note: entire contents copyright 2005 by Carl A. Rossi
Mike Thomas … John P. Arnold
Barbara DeMarco … Caroline Lawton
Tony Whitcomb … Rick Park or Patrick Shea
Edward Lawrence … Richard Snee
Nick Rossetti … Michael Fennimore
Mrs. Schubert … Ellen Colton
[alumni cast members:]
Mark S. Cartier
Mary Ann Conk
Betty Gray Johnson
Kathy St. George
Nat Warren White
London may have THE MOUSETRAP and New York once boasted THE FANTASTICKS, but Boston has SHEAR MADNESS, now celebrating its silver anniversary season at the Charles Playhouse and still going strong. Who could have predicted that this send-up of an obscure German murder mystery would become the longest-running non-musical play in the history of the American theatre, reap numerous awards and spawn over fifty productions, world-wide? Actors-turned-producers Bruce Jordan and Marilyn Abrams originally scheduled their spoof for a mere 31 performances --- they even named their company Cranberry Productions, for what goes better with a turkey? --- but, twenty-five years later, SHEAR MADNESS is as fixed a Boston institution as the Public Gardens, Quincy Market and the Grasshopper. Yes, this is the show where a murder is committed upstairs over a hair salon at 155 Beacon Street (an old bitch of a concert pianist gets stabbed in the neck with a pair of hairdressing shears) and, yes, the audience gets to question the suspects, call the shots (!) when the alibis don’t wash (!) and, in the end, vote for the evening’s murderer (or ess). That’s all there is to SHEAR MADNESS but from its wordless prologue where an unsuspecting customer gets a rollercoaster of a shampoo straight through to the killer being carted off to jail, the laughs come thick and furious; the Silver Anniversary performance was my sixth attendance yet I still barked like a happy pup. (Want some trivia? Over the years the Boston production has gone through 17 barber chairs, 80 blow dryers, 225 bottles of stage blood, 165 hair brushes, 1,100 cans of hair spray, 5,000 ounces of shampoo, 1,300 bottles of nail polish, 20,000 tic tacs, 4,000 ounces of conditioner, 1,200 emery boards and 11,000 cans of shaving cream.)
What is it that keeps SHEAR MADNESS going on and on………and on? For starters, the show is different every night thanks to its audience participation and its choice of killer who is often Barbara DeMarco, the tough-as-nails salon assistant, or Eddie Lawrence, the shady antiques dealer, though on Anniversary Night, Tony the flamboyant hairdresser became the fall guy, for a change --- and the largely improvisational cast keeps up with current events for topical zingers and can sail through any snafus or catcalls that come their way. Then there is the showcase appeal: since its birth SHEAR MADNESS has hosted numerous local actors who have since become familiar faces, elsewhere, and it is not surprising to find a “biggie” coming back to rub elbows with an up-and-comer. I go for the old-fashioned, wisecracking humor that is (was?) so distinctly American and, simply, because the show is THERE --- suddenly, I’ll get into a SHEAR MADNESS mood and how nice to know it’s still running and that I will always laugh my money’s worth (one of the evening’s beauties is that it’s hard to distinguished the convulsed newcomers from the veterans).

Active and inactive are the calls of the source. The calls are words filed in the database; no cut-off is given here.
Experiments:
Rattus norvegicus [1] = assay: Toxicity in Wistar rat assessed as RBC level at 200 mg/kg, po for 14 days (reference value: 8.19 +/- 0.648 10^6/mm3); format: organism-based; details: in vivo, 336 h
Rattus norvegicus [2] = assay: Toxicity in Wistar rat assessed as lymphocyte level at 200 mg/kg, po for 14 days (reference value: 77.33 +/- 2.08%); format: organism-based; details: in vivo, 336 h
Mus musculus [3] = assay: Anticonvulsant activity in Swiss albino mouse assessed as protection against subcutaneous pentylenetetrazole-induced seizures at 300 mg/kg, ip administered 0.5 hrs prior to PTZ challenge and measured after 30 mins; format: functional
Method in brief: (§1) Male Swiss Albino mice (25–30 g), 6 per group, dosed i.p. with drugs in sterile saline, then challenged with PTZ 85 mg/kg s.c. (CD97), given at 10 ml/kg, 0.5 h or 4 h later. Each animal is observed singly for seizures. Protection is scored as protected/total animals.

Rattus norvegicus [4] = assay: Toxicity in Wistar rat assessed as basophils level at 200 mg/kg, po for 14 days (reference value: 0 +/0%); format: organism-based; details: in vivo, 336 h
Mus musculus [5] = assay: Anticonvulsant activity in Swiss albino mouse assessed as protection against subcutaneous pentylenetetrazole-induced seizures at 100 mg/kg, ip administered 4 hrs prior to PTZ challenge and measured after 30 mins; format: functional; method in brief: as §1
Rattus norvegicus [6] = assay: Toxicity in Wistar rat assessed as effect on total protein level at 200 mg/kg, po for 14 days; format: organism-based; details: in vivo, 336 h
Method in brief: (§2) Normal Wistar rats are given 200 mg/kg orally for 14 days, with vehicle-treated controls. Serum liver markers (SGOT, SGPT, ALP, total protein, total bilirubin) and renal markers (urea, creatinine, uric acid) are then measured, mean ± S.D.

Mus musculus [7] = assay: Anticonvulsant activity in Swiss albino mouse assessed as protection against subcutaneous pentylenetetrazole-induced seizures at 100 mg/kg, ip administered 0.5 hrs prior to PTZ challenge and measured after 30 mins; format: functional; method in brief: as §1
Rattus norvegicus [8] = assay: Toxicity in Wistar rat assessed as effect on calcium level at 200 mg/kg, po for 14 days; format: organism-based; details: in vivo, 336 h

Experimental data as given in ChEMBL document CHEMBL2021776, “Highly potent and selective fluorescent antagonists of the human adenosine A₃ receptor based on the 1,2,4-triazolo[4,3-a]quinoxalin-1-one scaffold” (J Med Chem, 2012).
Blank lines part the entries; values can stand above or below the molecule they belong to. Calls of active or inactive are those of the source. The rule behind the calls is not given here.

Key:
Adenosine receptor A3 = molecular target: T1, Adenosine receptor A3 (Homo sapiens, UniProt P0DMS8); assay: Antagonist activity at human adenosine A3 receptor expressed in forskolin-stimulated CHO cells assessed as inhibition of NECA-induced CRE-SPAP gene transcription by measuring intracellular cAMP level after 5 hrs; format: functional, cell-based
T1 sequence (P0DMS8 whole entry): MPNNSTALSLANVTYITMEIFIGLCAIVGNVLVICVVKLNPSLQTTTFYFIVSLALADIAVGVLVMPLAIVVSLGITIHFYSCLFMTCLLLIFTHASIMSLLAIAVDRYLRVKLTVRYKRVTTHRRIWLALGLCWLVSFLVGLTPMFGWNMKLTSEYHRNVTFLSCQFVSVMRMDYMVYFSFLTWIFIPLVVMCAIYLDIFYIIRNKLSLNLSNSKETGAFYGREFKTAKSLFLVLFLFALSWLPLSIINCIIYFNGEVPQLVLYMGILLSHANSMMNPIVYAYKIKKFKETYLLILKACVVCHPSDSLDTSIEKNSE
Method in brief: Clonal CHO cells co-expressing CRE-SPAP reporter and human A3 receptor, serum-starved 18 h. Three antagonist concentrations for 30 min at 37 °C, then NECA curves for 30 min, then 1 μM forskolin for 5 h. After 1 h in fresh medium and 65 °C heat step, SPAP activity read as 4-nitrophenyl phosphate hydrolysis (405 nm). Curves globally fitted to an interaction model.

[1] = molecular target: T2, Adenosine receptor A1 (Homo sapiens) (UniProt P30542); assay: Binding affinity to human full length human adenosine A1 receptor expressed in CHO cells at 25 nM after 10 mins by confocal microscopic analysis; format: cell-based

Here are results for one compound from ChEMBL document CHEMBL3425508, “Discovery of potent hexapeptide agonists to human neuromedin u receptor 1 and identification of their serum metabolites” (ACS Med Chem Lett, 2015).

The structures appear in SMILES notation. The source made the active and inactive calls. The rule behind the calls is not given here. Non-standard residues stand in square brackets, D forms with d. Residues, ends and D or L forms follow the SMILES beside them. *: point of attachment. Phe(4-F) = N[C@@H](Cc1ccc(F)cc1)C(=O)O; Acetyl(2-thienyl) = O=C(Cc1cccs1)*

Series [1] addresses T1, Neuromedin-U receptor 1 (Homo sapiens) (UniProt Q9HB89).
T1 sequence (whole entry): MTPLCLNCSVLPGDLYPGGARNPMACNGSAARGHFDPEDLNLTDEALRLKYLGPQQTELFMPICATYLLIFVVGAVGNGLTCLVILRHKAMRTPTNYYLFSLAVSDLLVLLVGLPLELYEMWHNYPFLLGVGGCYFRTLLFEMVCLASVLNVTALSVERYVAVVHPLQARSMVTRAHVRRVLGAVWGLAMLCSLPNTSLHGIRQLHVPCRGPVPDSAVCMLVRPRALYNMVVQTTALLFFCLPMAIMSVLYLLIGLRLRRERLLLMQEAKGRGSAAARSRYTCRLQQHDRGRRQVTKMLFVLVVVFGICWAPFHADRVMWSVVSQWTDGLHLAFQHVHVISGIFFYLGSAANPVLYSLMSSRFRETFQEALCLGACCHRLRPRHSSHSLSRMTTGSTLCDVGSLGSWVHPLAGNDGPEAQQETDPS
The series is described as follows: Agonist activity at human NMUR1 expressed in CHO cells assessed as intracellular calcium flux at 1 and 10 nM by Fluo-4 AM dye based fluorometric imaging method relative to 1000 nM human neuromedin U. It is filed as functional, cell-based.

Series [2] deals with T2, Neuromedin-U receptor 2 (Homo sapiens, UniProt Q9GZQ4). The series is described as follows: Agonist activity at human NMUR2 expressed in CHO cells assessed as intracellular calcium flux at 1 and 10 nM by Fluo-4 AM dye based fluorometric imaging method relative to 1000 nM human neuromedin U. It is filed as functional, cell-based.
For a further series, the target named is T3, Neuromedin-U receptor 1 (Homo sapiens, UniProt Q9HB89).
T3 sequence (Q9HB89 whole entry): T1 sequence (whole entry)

My favorite SHEAR MADNESS moment? Without question: the Bit with the Pearls, which is but one of many, many throwaway moments and only once did I see it executed this particular way, but it floors me whenever I think about it (and, secretly, act it out): Mrs. Schubert, the play’s formidable socialite, is one of the suspects, having made an ambiguous phone call about something that “has been taken care of”. When confronted by the audience, the good lady explains that she had picked up a rope of pearls from her jeweler’s. Nick Rossetti, the hard-boiled cop, asks to see the evidence and is handed said pearls in their box. Rossetti opens the box and shows the pearls to Tony.
TONY: Oooh, nice!
Rossetti rolls his eyes and closes the box. Pause. He opens the box again and shows the pearls to Tony.
TONY: Oooh, nice!
Rossetti rolls his eyes and closes the box. Pause. He opens the box again and shows the pearls to the audience.
AUDIENCE: Oooh, NICE!
(Well……what’s YOUR favorite moment?)
There may be Bostonians who have yet to see SHEAR MADNESS or who have seen it once and then turned it over to the tourists. I say, SHEAR MADNESS needs to be seen at least twice to prove that its lightning can strike a second time. Trust me, it will --- and it has twenty-five years’ experience to back it up. (Geez: 11,000 cans of shaving cream….and counting!)